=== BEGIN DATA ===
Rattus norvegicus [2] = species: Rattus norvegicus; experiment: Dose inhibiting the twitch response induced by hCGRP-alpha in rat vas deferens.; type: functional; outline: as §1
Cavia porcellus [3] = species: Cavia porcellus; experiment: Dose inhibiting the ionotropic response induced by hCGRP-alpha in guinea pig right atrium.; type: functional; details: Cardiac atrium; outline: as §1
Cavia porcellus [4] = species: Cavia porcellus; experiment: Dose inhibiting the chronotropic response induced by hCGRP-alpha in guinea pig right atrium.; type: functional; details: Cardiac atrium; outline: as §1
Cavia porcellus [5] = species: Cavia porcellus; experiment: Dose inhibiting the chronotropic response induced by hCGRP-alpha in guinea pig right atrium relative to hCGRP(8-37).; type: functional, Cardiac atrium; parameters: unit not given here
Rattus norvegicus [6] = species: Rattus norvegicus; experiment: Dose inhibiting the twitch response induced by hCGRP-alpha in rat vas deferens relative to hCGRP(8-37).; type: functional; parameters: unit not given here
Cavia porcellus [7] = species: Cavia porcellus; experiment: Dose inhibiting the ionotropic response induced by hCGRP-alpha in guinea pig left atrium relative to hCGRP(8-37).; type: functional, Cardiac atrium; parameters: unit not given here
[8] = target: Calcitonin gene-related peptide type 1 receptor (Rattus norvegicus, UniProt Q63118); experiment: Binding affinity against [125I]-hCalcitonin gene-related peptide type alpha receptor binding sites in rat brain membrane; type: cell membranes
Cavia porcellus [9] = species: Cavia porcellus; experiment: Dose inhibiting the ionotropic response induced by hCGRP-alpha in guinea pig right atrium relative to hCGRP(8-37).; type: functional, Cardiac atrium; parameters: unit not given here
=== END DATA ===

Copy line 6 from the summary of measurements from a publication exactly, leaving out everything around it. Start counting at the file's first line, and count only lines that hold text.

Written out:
Cavia porcellus [7] = species: Cavia porcellus; experiment: Dose inhibiting the ionotropic response induced by hCGRP-alpha in guinea pig left atrium relative to hCGRP(8-37).; type: functional, Cardiac atrium; parameters: unit not given here